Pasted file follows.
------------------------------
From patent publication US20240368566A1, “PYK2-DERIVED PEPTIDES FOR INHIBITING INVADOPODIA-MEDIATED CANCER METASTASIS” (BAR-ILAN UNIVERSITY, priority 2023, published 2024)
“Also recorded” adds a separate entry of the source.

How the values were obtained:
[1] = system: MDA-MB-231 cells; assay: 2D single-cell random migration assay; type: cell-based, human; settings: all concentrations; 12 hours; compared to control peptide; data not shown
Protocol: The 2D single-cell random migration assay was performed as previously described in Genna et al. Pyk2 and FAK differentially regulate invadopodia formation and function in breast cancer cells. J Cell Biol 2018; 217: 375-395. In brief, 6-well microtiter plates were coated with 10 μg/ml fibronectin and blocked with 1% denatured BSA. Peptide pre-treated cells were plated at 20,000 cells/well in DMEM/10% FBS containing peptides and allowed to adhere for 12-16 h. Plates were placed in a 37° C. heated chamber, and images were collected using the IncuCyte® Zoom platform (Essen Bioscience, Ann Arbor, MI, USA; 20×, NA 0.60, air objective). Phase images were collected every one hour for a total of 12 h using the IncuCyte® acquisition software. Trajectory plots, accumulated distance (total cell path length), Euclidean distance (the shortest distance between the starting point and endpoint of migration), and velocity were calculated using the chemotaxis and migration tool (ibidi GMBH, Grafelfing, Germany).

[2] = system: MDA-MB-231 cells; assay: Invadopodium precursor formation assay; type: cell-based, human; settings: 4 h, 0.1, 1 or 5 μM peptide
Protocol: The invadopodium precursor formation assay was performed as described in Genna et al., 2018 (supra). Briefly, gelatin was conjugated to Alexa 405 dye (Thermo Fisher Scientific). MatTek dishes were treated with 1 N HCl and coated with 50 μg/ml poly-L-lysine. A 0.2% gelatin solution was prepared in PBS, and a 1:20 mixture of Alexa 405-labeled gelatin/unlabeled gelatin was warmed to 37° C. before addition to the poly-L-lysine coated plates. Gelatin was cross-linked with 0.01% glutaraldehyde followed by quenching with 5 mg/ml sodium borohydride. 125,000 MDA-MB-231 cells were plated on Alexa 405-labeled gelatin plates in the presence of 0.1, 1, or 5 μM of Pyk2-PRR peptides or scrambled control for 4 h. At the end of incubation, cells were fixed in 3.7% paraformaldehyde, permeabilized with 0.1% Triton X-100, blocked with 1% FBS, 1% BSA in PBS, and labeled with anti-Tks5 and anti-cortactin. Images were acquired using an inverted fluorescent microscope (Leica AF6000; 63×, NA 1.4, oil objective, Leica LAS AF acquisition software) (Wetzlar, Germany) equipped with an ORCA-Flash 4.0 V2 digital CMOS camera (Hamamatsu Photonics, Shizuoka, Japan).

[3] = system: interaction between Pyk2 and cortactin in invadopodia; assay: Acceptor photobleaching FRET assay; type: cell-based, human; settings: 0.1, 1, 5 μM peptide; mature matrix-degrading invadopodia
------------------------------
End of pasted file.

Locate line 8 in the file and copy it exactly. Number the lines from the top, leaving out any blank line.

[3] = system: interaction between Pyk2 and cortactin in invadopodia; assay: Acceptor photobleaching FRET assay; type: cell-based, human; settings: 0.1, 1, 5 μM peptide; mature matrix-degrading invadopodia